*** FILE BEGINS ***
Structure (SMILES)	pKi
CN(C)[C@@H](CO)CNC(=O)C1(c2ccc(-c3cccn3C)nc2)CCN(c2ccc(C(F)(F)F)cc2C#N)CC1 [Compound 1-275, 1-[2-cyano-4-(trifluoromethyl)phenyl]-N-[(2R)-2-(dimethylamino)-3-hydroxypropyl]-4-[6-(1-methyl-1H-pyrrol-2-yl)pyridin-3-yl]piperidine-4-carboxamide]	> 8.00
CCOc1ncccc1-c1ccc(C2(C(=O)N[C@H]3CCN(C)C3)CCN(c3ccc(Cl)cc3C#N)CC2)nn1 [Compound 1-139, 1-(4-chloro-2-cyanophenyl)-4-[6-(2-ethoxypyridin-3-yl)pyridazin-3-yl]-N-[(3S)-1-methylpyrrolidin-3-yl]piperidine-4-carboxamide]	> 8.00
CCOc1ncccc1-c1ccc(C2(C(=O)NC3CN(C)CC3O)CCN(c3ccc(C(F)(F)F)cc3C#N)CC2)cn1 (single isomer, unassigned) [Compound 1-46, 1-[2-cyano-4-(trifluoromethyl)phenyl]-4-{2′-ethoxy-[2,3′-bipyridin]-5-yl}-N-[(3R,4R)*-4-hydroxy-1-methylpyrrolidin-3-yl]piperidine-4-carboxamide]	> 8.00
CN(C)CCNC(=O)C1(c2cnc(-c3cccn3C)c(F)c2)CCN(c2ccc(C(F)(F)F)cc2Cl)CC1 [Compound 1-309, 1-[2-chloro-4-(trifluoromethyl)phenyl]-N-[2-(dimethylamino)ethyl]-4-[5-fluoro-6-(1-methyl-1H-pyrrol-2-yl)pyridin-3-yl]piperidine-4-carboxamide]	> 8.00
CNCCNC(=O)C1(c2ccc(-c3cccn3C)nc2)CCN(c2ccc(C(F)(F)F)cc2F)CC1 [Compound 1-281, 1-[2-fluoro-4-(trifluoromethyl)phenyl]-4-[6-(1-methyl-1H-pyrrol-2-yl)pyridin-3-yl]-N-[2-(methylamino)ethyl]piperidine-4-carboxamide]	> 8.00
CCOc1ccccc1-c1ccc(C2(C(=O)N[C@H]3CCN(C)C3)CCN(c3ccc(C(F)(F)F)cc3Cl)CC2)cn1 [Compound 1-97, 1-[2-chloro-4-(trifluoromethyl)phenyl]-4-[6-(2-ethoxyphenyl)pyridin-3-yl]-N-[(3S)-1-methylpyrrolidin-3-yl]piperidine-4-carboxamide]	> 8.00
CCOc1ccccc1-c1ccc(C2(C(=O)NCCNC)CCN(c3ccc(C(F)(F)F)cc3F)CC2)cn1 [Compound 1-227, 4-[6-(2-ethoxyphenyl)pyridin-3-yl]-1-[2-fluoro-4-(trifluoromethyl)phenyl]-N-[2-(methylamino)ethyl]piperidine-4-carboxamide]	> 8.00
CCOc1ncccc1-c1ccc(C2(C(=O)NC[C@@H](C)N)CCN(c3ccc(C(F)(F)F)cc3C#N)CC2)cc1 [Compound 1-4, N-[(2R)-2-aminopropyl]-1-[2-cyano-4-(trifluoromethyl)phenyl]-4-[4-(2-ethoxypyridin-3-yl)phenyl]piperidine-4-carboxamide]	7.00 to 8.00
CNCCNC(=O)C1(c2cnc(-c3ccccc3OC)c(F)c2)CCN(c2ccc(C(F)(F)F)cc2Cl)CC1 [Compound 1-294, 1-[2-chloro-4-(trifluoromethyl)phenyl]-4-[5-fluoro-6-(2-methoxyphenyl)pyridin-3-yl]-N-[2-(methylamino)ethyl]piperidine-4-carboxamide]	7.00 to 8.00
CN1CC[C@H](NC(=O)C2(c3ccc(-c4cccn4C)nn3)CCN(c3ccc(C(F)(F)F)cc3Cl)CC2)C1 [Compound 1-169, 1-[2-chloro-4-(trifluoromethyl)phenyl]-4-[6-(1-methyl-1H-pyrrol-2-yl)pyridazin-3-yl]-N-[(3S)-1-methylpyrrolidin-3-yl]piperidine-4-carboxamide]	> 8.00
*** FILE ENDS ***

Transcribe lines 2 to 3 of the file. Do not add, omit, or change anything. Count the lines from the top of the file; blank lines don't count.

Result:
CN(C)[C@@H](CO)CNC(=O)C1(c2ccc(-c3cccn3C)nc2)CCN(c2ccc(C(F)(F)F)cc2C#N)CC1 [Compound 1-275, 1-[2-cyano-4-(trifluoromethyl)phenyl]-N-[(2R)-2-(dimethylamino)-3-hydroxypropyl]-4-[6-(1-methyl-1H-pyrrol-2-yl)pyridin-3-yl]piperidine-4-carboxamide]	> 8.00
CCOc1ncccc1-c1ccc(C2(C(=O)N[C@H]3CCN(C)C3)CCN(c3ccc(Cl)cc3C#N)CC2)nn1 [Compound 1-139, 1-(4-chloro-2-cyanophenyl)-4-[6-(2-ethoxypyridin-3-yl)pyridazin-3-yl]-N-[(3S)-1-methylpyrrolidin-3-yl]piperidine-4-carboxamide]	> 8.00